Ahh, the long-awaited Watchtower. For those of you unfamiliar, the Watchtower is my weekly preview of the Lions’ matchup against their opponent. I analyze the prior matchups between the Lions’ coordinators and their opponents’; I look for statistical trends that could reveal a systemic advantage for one side or another. To review prior works, just search for the label “the watchtower.”
Late in the 2010 season, the 4-10 Lions traveled to the 8-6 Bucs. The Lions, of course, dragged a three-year, 26-game road losing streak down to Florida with them. Due to some overambitious scheduling, I couldn’t complete a full Watchtower before that game. I did do some quick analysis, though, and projected a 17-20 Lions loss:
I know the Lions are circling this date as the date the snap the road losing streak--but that losing streak is a mighty dragon, and I don't have enough data to say the Lions will slay it.
Of course, that final score was awfully close; the teams were knotted at 20 after four quarters, and the Lions needed Dave Rayner to convert his third field goal of the day to win it in overtime. How did the Lions outperform offensive expectations that day? Well, let’s not get ahead of ourselves.
Greg Olson vs. Gunther Cunningham
Greg Olson’s name sounds familiar to most Lions fans.
No, not Greg Olsen, Greg Olson.
Yeah, Greg Olson—Detroit Lions quarterbacks coach in 2004 and 2005, and offensive coordinator from when Steve Mariucci got the ziggy to the conclusion of the 2005 season.
Olson’s coaching pedigree is all over the map, and his Lions connections are dizzying. He was OC and QB coach at his alma mater, Central Washington, from 1990-1993. If the name of that NAIA school rings a bell, it’s because Olson oversaw the development of legendary CWU quarterback Jon Kitna.
Olson moved up to take over Idaho’s offensive coordinator gig, left vacant by the departure of Scott Linehan. Olson’s next job was QB coach at Purdue under spread guru Joe Tiller, and from 1997-2000 Olson’s star pupil was one Drew Brees. In 2001, the San Francisco 49ers’ Steve Mariucci hired Olson to coach the quarterbacks; Olson guided Jeff Garcia to his second consecutive Pro Bowl.
After returning to Purdue for one season as recruiting coordinator and tight ends coach, Olson returned to the NFL, again as QB coach, this time for Chicago. When Steve Mariucci was hired in Detroit, he hired Olson to be his quarterbacks coach. Olson actually took over playcalling duties for the Lions for the last three games of the ‘04 season, theoretically to free up Mooch so he could focus on overall coaching.
When Mooch’s overall coaching did not go so well, and the Lions tabbed
Gary Moeller Dick Jauron [Ed.- this is why you don't blog the midnight oil] as the interim head man, Olson took over the offensive coordinator duties, as well. Unfortunately, Jauron, Olson, and the rest of the Lions’ staff were broomed to make way for Rod Marinelli and Mike Martz.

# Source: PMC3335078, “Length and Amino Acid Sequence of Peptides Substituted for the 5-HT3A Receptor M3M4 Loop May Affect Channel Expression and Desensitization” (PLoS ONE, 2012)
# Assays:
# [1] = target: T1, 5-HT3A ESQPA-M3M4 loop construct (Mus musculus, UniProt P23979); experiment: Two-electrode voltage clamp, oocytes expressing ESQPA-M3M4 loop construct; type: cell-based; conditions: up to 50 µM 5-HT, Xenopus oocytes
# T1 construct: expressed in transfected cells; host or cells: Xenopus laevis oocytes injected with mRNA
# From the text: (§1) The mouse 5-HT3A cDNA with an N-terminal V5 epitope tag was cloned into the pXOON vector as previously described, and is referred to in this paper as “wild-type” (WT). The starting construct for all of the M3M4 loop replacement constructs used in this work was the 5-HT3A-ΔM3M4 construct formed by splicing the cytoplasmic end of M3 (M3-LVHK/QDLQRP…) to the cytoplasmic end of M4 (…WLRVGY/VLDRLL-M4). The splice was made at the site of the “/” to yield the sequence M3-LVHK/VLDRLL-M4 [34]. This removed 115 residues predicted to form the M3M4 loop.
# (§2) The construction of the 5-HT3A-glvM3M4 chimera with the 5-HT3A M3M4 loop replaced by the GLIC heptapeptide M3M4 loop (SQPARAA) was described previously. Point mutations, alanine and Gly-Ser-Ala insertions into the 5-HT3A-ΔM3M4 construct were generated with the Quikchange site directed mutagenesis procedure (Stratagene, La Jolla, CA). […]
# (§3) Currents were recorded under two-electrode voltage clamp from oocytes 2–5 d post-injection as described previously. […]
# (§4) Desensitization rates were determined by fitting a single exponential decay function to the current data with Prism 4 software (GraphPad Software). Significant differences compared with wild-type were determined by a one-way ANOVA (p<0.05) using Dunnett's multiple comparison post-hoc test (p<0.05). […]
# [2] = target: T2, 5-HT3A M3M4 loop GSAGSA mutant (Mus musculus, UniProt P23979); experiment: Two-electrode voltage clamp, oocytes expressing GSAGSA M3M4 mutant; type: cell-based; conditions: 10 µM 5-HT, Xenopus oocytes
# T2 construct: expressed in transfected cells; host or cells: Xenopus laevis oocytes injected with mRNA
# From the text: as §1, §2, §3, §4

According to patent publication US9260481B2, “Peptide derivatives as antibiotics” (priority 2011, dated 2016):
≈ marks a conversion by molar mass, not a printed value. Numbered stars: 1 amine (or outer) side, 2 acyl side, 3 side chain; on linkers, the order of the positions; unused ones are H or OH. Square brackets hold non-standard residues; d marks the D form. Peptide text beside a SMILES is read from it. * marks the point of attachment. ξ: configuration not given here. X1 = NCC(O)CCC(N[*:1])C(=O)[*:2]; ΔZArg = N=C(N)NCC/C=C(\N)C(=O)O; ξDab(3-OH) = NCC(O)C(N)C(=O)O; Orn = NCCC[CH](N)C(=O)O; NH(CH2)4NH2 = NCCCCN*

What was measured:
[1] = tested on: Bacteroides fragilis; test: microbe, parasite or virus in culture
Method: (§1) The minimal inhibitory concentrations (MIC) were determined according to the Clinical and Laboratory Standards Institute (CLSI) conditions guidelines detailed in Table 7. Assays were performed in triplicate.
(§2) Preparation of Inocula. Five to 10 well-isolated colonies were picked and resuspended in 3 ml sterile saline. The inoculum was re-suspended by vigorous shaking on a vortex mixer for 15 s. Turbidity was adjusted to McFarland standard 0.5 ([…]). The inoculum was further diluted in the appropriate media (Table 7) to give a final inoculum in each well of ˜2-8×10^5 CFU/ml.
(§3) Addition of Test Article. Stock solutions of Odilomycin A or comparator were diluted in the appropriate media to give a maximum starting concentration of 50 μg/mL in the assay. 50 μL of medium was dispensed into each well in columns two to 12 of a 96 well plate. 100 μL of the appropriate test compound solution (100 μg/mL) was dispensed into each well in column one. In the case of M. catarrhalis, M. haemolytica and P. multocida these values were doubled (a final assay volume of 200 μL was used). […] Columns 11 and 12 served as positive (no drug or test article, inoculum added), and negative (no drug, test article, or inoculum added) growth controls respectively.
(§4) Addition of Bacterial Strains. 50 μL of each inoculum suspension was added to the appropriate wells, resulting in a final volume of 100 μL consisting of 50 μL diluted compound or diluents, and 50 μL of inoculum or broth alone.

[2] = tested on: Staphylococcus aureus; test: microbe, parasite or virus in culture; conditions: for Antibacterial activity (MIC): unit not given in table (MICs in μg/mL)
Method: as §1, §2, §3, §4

Olson found a home in St. Louis, working as offensive coordinator underneath . . . wait for it . . . Rams head coach Scott Linehan. Olson then jumped to Tampa Bay, where he served as quarterbacks coach under OC Bill Muir and head coach Jon Gruden. When Raheem Morris took over, he hired former Boston College head coach Jeff Jagodzinksi—then fired him on the eve of the Bucs’ first preseason game. Olson was then elevated to offensive coordinator.
So. Olson has run the Dennis Erickson spread, the Mariucci WCO, the Joe Tiller spread, the Scott Linehan Dennis Erickson With Double Meat, and the Jon Gruden WCO. He’s coached Jon Kitna, Jeff Garcia twice, and Joey Harrington. Unfortunately, what he hasn’t done with any frequency is coach against Gunther Cunningham.
The Lions didn't play the Chiefs in 2004 or 2005, and when Olson was working with Linehan, Gunther was running Herman Edwards’ Tampa 2, not his usual system. The Lions didn’t play the Bucs in 2009 either, so the most recent clash is all we have to go on.
Last year, the Bucs’ offense was the 20th-most potent in the NFL, racking up 21.3 points per game. They passed for a respectable 6.80 yards per attempt, and ran for a very solid 4.64 YpC. Meanwhile, the Lions had the 19th-best scoring defense in the NFL, allowing 23.1 PpG, 6.75 YpA, and 4.51 YpC. My expectation would have been for the Bucs to score a little more than usual, while running and passing just as effectively as they typically did.
Instead, the opposite occurred.
The Lions held the Bucs to 20 points; down 6% from their season average. Yet, the Bucs were 12% more effective passing, and a whopping 36% more effective on the ground. This was mostly due to the walloping efforts of LeGarette Blount, who racked up 110 yards on just 15 carries. His 7.33 YpC average on the day was much greater than his season average of 5.0. Tampa Bay protected the ball well, too: no fumbles or picks. So why didn’t the Bucs score more?